• How Progressives Could Lose New York’s Mayor’s Race—but Win the City

        From the perspective of New York City’s left, the current mayoral race is a mess. In April, many prominent progressives hastily suspended endorsements of Scott Stringer, at the time the leading left-leaning candidate, after he was accused of sexual harassment. In the aftermath, many progressives tried to drum up enthusiasm for the nonprofit executive Dianne Morales, despite reservations over her shallow roots on the left—only to see her campaign implode last month after she fired four staffers leading a unionization drive.

      • Why NYC Progressives Should Fear an Eric Adams Mayoralty

        Among despairing progressives in New York City, there is an urgent, ongoing debate: In the ranked-choice Democratic primary for mayor on Tuesday, should Andrew Yang or Eric Adams be left off your ballot?

      • Solidarity, Not Bourgeoisie Interests, Will Lead to Peace in Israel/Palestine

        For Al Jazeera’s Marwan Bishara, “in a confident and prosperous Israel, personal ambition trumps politics, and politicking outweighs ideology.” Thus, as he (Bishara) put it in a separate interview, Benjamin Netanyahu’s ousting was a ‘family feud’, not a signifier of any ideological shift. Indeed, most of the key figures in the new government served as ministers in the right-wing Likud-led government of Netanyahu.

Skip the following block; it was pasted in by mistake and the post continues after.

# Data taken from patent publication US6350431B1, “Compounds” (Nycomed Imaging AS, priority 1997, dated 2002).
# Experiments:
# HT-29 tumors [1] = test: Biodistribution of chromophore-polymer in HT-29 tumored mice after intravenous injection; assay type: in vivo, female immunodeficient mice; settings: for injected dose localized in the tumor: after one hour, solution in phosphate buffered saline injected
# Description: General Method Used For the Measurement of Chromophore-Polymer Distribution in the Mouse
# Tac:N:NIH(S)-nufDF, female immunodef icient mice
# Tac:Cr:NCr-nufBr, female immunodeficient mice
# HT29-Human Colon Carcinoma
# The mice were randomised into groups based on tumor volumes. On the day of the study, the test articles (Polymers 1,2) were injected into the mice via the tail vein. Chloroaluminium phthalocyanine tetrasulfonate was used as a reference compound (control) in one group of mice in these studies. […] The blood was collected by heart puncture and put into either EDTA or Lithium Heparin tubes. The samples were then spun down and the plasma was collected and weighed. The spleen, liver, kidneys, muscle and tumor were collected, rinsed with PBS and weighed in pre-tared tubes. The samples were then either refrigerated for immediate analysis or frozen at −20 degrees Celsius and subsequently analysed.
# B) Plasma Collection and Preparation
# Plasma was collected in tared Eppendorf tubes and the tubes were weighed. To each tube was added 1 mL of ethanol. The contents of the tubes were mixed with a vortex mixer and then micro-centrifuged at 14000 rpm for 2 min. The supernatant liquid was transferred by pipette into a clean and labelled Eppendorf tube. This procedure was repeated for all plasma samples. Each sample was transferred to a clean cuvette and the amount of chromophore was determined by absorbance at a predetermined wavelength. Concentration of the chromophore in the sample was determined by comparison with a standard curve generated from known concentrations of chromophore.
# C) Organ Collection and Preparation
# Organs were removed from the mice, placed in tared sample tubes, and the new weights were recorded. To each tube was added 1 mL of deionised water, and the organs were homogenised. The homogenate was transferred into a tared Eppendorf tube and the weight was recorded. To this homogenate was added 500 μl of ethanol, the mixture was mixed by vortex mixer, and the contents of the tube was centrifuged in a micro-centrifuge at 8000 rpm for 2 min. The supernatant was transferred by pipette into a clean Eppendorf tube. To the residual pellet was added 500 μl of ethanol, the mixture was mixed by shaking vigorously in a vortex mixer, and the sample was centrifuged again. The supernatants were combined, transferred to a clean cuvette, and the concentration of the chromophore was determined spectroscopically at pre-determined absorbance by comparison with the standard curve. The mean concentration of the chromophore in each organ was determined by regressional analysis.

It is reasonable to assert that the prospects of any changes that may be brought about by the new Israeli government are almost nil. As Bishara concludes: “Netanyahu may be finished, but short of a miracle, Netanyahu’s Netanyahus are here to stay.” The key concern for activists around the world therefore should be how the struggle for the liberation of the Palestinian people should continue to be prosecuted.

      • Socialists Were Once Serious Contenders for Mayor of New York, and They Will Be Again